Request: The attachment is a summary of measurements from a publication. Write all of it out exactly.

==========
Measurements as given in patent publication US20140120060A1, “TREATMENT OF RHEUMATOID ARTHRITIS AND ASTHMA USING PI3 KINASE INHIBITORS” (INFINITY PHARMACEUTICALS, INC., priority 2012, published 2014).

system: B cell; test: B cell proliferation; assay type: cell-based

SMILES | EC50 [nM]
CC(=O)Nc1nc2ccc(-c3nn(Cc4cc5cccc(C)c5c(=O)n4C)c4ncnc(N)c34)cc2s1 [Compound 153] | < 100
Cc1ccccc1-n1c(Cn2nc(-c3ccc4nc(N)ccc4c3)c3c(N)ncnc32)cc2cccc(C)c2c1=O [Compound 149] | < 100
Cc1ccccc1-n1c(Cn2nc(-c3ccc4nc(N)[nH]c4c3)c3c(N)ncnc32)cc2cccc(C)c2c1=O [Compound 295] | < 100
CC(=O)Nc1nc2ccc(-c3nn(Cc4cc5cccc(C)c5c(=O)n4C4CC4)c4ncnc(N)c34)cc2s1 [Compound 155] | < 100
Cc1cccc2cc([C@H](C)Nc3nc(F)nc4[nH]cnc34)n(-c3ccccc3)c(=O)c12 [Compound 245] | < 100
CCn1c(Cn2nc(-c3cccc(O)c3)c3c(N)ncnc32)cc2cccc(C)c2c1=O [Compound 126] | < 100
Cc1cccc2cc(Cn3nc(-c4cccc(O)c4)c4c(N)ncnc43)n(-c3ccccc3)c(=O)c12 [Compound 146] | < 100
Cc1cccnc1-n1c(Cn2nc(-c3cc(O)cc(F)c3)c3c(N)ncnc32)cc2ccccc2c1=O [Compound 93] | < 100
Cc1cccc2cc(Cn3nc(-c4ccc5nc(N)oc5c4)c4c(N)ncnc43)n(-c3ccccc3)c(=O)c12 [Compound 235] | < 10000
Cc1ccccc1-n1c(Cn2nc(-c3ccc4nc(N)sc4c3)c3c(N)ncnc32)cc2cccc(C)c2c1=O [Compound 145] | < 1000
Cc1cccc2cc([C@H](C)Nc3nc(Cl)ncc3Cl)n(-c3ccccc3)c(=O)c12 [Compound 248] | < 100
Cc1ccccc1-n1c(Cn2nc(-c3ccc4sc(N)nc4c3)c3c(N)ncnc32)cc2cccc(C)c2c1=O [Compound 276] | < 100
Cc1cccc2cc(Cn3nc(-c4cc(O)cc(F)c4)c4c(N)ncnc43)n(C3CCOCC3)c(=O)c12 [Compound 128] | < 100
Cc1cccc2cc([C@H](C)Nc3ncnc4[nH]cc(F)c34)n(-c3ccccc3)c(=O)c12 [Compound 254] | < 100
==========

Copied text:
Measurements as given in patent publication US20140120060A1, “TREATMENT OF RHEUMATOID ARTHRITIS AND ASTHMA USING PI3 KINASE INHIBITORS” (INFINITY PHARMACEUTICALS, INC., priority 2012, published 2014).

system: B cell; test: B cell proliferation; assay type: cell-based

SMILES | EC50 [nM]
CC(=O)Nc1nc2ccc(-c3nn(Cc4cc5cccc(C)c5c(=O)n4C)c4ncnc(N)c34)cc2s1 [Compound 153] | < 100
Cc1ccccc1-n1c(Cn2nc(-c3ccc4nc(N)ccc4c3)c3c(N)ncnc32)cc2cccc(C)c2c1=O [Compound 149] | < 100
Cc1ccccc1-n1c(Cn2nc(-c3ccc4nc(N)[nH]c4c3)c3c(N)ncnc32)cc2cccc(C)c2c1=O [Compound 295] | < 100
CC(=O)Nc1nc2ccc(-c3nn(Cc4cc5cccc(C)c5c(=O)n4C4CC4)c4ncnc(N)c34)cc2s1 [Compound 155] | < 100
Cc1cccc2cc([C@H](C)Nc3nc(F)nc4[nH]cnc34)n(-c3ccccc3)c(=O)c12 [Compound 245] | < 100
CCn1c(Cn2nc(-c3cccc(O)c3)c3c(N)ncnc32)cc2cccc(C)c2c1=O [Compound 126] | < 100
Cc1cccc2cc(Cn3nc(-c4cccc(O)c4)c4c(N)ncnc43)n(-c3ccccc3)c(=O)c12 [Compound 146] | < 100
Cc1cccnc1-n1c(Cn2nc(-c3cc(O)cc(F)c3)c3c(N)ncnc32)cc2ccccc2c1=O [Compound 93] | < 100
Cc1cccc2cc(Cn3nc(-c4ccc5nc(N)oc5c4)c4c(N)ncnc43)n(-c3ccccc3)c(=O)c12 [Compound 235] | < 10000
Cc1ccccc1-n1c(Cn2nc(-c3ccc4nc(N)sc4c3)c3c(N)ncnc32)cc2cccc(C)c2c1=O [Compound 145] | < 1000
Cc1cccc2cc([C@H](C)Nc3nc(Cl)ncc3Cl)n(-c3ccccc3)c(=O)c12 [Compound 248] | < 100
Cc1ccccc1-n1c(Cn2nc(-c3ccc4sc(N)nc4c3)c3c(N)ncnc32)cc2cccc(C)c2c1=O [Compound 276] | < 100
Cc1cccc2cc(Cn3nc(-c4cc(O)cc(F)c4)c4c(N)ncnc43)n(C3CCOCC3)c(=O)c12 [Compound 128] | < 100
Cc1cccc2cc([C@H](C)Nc3ncnc4[nH]cc(F)c34)n(-c3ccccc3)c(=O)c12 [Compound 254] | < 100